While there are many other emotion regulation strategies people can use (McRae & Gross, 2020), there may be specific benefits conveyed by the use of positive memories. For one, the use of positive memories to change one’s mood may require less training than other emotion regulation strategies. While individuals often have to practice extensively to become good at reframing and reappraising experiences, autobiographical memory retrieval is a common part of daily experience. Second, the use of positive memories may be implementable across a wider range of scenarios, including instances where the emotion is not elicited by any specific situation that can be reframed or instances in which it is a mood rather than a short-lived emotional reaction that must be regulated.

Episodic specificity inductions to enhance negative memory reframing

It is not just positive memories that can provide positive impacts to our mental wellbeing. Negative memories can as well if we are able to reframe them so as to find the good that has come from them (Samide & Ritchey, 2021). In fact, reframing negative memories may be a particularly powerful way to boost our mental health, in long-lasting ways. As we described earlier, a barrier to such reframing may be if memories are retrieved in an overgeneral and semanticized way, rather than as an episodically rich memory. If true, then training individuals in how to retrieve specific memories may be advantageous.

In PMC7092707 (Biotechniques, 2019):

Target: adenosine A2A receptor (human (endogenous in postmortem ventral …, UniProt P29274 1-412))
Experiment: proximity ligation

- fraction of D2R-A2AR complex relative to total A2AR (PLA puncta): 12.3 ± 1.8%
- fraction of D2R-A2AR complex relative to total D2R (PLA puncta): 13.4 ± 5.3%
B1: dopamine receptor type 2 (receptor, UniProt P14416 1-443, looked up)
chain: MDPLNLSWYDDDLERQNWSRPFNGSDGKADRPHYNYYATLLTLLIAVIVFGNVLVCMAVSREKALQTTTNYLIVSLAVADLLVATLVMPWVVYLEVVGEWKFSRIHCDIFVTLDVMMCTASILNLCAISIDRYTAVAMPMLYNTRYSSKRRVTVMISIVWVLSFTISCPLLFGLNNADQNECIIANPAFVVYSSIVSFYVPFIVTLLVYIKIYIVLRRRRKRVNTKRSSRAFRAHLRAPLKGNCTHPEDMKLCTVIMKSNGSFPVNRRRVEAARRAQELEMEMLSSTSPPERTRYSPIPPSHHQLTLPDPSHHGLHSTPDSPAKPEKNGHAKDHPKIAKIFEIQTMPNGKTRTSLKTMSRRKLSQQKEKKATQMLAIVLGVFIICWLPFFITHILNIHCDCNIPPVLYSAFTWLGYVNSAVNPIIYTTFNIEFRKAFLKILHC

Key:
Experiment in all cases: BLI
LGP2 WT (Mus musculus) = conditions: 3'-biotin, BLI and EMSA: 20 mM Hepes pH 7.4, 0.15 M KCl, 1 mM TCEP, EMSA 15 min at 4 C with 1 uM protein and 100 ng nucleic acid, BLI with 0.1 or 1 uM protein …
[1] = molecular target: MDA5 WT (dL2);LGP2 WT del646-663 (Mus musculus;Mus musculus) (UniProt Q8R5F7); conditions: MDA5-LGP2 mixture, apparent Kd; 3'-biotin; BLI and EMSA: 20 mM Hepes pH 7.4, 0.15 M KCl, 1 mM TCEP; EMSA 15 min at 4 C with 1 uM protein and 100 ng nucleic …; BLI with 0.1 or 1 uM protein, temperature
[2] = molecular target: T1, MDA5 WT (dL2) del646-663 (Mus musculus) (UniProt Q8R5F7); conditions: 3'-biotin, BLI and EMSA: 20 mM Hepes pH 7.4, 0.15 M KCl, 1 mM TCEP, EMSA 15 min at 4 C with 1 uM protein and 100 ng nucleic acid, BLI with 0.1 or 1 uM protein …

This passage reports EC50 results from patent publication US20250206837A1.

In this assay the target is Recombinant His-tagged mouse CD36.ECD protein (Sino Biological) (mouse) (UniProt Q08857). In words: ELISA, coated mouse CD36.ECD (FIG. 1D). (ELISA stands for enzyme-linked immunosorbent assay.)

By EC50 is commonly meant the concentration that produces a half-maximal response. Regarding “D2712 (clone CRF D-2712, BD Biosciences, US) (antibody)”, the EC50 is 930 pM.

Memory specificity training (Madore & Schacter, 2014; Raes et al., 2009), based on the cognitive interview (Geiselman et al., 1985), encourages individuals to thoroughly retrieve details of an event, using a guided process to enhance the retrieval of episodic details. There is promising work showing that specificity inductions can be linked to reductions in symptoms of PTSD (Moradi et al., 2014), depression (Neshat-Doost et al., 2013; Raes et al., 2009), and complicated grief (Maccallum & Bryant, 2011). It also may boost positive affect and decrease negative affect in healthy college students (Jing et al., 2016). Some of these benefits have been linked to the concept of episodic reappraisal (Jing et al., 2016) or the ability to reframe a negative experience that one is remembering or imagining.